Interview with Councillor Robert Evans

In the run-up to the UK local elections in May, I interviewed Councillor Robert Evans, the only Labour member out of Surrey County Council’s 81 councillors. A councillor with a long and illustrious career, he represented London as an MEP before becoming councillor for Stanwell and Stanwell Moor division. He is best known for his campaigning to keep his local fire stations open, and opposition to the building of Heathrow Airport’s third runway. 

The political atmosphere is, Evans acknowledges, very different to that during the last local elections. Brexit has been overshadowed by the virus and the Scottish issue, Labour has been ‘invigorated’ by its new leader Keir Starmer, and with the electoral marginalisation of the Liberal Democrats, the context in which he operates has changed immensely. ‘It will be interesting to see what happens when people actually go down to vote.’ 

If he is re-elected, Evans plans to continue much of the work he’s been doing for the past eight years. ‘I campaigned hard on the fire service because I think in Spelthorne we have been short-changed’ he says. They lost one of their two fire stations, and ‘the fire cover has been reduced by half at night and across the whole of Surrey the number of fire fighters has been cut from 641 to 448. There’s a third fewer fire fighters to protect more people in Surrey. It’s just not acceptable.’ Evans plans to continue opposing the expansion of Heathrow, which, despite being side-lined by the virus, could still very much remain an issue in the future after lockdown ends. He stresses the positive environmental impact that halting this expansion would entail. He also describes the way health service workers have been treated during the pandemic as a ‘disgrace,’ and has been providing Ashford hospital with continued support.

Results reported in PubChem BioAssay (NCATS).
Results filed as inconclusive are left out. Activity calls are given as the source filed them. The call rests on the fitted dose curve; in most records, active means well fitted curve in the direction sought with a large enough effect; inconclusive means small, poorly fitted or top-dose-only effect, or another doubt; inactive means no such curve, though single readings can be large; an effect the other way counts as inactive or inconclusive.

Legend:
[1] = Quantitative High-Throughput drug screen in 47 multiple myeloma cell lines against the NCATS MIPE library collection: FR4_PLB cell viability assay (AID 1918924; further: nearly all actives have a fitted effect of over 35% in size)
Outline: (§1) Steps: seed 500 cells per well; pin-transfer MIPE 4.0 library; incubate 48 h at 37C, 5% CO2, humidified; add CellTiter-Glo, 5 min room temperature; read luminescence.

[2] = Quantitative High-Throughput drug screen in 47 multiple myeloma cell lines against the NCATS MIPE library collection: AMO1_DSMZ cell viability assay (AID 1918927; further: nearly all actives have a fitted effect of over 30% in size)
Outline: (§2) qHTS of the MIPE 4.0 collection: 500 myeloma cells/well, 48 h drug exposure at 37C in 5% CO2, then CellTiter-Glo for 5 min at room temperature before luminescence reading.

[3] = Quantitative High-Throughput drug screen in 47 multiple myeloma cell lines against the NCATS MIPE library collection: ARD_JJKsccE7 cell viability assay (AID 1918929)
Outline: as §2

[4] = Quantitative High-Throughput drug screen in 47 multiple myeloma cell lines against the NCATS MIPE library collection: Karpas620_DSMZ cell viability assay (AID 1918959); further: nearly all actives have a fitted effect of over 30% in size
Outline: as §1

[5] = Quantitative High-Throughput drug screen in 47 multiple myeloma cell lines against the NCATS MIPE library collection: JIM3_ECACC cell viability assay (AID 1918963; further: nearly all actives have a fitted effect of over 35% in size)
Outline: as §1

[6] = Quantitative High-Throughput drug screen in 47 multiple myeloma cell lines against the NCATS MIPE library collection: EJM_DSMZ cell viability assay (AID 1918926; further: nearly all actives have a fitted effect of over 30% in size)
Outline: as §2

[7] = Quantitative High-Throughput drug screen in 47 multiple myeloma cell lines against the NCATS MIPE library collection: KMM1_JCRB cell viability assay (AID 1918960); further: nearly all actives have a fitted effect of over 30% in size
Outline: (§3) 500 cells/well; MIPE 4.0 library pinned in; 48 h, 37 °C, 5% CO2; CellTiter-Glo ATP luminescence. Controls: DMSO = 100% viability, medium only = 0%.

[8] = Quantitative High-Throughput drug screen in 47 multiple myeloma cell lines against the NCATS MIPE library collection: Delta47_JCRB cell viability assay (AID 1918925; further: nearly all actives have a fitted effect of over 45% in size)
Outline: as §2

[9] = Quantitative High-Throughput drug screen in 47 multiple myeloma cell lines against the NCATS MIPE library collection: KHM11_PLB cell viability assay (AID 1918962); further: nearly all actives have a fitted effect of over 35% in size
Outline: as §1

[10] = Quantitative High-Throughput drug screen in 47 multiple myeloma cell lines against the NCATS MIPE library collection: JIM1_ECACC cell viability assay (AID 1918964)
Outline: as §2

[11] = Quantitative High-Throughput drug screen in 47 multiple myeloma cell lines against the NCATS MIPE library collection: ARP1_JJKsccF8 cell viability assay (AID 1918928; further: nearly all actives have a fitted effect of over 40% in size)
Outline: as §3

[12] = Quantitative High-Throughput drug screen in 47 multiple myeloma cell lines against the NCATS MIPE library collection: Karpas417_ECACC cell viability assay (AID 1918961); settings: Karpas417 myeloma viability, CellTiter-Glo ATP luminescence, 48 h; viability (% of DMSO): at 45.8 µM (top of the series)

Evans also discusses his time representing London as an MEP, doing three terms from 1994 to 2009. ‘It was a very exciting time,’ he says. ‘It was during the period of the changeover government from John Major to Tony Blair, then the Maastricht treaty, the Lisbon treaty, the introduction of the Euro . . . so I was at the forefront of a lot of developments.’ Evans states that while he started off pro-European, the experience of being an MEP only cemented his convictions. ‘Over the time I saw the immense strength of countries working together. It was a much better way forward rather than the isolation we seem to be going towards now. More and more countries still want to join the European Union, and Britain seems to be the only one that decided we wanted to leave. I think we’ll come to regret it, but in the meantime we’ve got to make the best of it.’ 

Finally, I asked Evans what his proudest achievements have been during his time in council. It is, he says, difficult as the lone Labour counsellor in a county council, coming up against frequent opposition, but nevertheless, he has made some substantial achievements over the years. For example, he managed to prompt SCC to become a Fairtrade council and to sign the Charter Against Modern Slavery. ‘It is going on in Surrey just like domestic violence goes on in Surrey,’ he says of modern slavery. ‘People think these things don’t happen.’ He has also worked to implement rail links to Heathrow from Surrey through Guildford and Woking, as the current links force one to go in and out of London whilst travelling to the airport. ‘No airport in Europe or anywhere in the world has such poor links,’ he says of this.

Robert Evans’s Twitter

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